|Photo by Stefan Helming (Internet Bird Collection)|
olive thrush (en); tordo-oliváceo (pt); merlo olivâtre (fr); zorzal oliváceo (es); kapdrossel (de)
This African species is found from Zimbabwe and Mozambique down to eastern South Africa.
The olive thrush is 24 cm long and weighs 80-110 g.
They are mostly found in evergreen forests and along forest edges, but can also be found in scrublands, rural gardens and orchards, urban areas and alien Acacia thickets.
These birds eat both fruits and various invertebrates including earthworms, snails, slugs, spiders, beetles, moths and caterpillars, glow-worms and bivalves.
Olive thrushes breed in August-December. The female builds the nest alone, a large, moist bowl made of grass stems, twigs, earth, wet leaves and moss, lined with plant stems, fibres, tendrils and bracken. It is placed in a fork in a tree branch, 3-16 m above ground. There the female lays 2-3 blue eggs, which she incubates alone for 14-16 days. The chicks are fed by both parents and fledge 16 days after hatching, but only become fully independent 2 months later.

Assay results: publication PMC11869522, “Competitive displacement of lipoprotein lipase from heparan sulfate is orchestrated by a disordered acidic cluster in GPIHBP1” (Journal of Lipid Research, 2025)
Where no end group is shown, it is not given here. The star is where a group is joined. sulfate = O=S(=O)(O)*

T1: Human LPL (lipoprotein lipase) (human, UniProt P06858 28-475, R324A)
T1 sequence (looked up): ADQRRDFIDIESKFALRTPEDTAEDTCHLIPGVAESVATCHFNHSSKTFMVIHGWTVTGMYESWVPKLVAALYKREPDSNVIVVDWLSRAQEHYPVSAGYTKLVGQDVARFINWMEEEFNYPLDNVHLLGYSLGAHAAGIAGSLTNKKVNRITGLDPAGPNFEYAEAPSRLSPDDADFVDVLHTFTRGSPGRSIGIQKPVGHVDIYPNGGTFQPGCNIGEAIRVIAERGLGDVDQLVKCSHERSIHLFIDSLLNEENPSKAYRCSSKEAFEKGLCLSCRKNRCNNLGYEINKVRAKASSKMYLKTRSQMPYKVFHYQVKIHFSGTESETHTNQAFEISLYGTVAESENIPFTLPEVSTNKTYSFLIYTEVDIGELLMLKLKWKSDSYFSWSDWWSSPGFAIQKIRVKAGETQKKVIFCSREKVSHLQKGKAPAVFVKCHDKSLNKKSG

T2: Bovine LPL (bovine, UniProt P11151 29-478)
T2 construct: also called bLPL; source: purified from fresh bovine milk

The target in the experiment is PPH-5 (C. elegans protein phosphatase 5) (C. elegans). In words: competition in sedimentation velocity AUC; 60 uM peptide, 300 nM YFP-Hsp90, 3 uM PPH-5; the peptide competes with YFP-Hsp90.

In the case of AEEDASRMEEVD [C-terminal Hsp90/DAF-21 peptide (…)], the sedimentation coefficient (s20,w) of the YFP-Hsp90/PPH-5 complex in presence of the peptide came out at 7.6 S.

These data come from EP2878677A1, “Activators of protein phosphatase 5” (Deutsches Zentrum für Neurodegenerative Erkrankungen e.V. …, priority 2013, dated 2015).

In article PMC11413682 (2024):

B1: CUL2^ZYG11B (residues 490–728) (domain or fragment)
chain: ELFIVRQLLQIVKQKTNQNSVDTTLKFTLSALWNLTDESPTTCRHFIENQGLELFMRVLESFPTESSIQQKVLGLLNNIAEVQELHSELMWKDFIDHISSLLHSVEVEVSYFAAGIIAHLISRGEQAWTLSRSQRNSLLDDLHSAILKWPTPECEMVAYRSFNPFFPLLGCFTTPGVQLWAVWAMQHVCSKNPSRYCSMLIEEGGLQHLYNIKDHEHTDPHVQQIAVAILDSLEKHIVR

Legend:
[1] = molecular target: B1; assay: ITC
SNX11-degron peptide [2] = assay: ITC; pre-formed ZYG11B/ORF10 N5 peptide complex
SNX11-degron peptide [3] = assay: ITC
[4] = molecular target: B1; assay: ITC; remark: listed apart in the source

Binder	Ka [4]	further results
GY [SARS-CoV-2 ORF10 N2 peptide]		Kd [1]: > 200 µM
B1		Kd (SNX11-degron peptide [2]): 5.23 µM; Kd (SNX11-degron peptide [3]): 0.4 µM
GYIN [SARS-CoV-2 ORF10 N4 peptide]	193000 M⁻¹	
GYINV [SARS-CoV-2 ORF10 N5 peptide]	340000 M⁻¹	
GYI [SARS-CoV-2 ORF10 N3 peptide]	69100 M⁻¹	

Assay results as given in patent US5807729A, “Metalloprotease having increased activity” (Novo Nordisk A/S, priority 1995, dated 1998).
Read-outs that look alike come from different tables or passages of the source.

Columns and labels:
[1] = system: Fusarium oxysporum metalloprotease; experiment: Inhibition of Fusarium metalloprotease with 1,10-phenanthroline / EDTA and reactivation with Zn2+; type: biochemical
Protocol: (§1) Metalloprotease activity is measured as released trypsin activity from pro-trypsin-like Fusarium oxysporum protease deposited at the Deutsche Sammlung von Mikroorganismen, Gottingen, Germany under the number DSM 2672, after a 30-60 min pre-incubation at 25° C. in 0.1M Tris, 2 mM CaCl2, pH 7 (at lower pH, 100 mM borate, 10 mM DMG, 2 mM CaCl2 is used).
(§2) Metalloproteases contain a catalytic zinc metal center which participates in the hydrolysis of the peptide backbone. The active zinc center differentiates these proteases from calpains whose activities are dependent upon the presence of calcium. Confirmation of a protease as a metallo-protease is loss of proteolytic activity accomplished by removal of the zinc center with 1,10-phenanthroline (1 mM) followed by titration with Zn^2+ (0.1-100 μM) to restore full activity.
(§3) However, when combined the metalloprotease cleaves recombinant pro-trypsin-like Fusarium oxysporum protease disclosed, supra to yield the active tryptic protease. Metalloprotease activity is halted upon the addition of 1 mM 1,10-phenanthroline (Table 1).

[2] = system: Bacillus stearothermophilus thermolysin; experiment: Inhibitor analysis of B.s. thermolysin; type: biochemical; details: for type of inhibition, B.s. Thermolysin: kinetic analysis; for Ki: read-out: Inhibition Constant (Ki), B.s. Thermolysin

IUCN status - LC (Least concern)
This species has a very large breeding range and is described as generally common and sometimes abundant. The population trend is difficult to determine because of uncertainty over the impacts of habitat modification on population sizes, but they are known to adapted extremely well to the introduction of man-made habitats.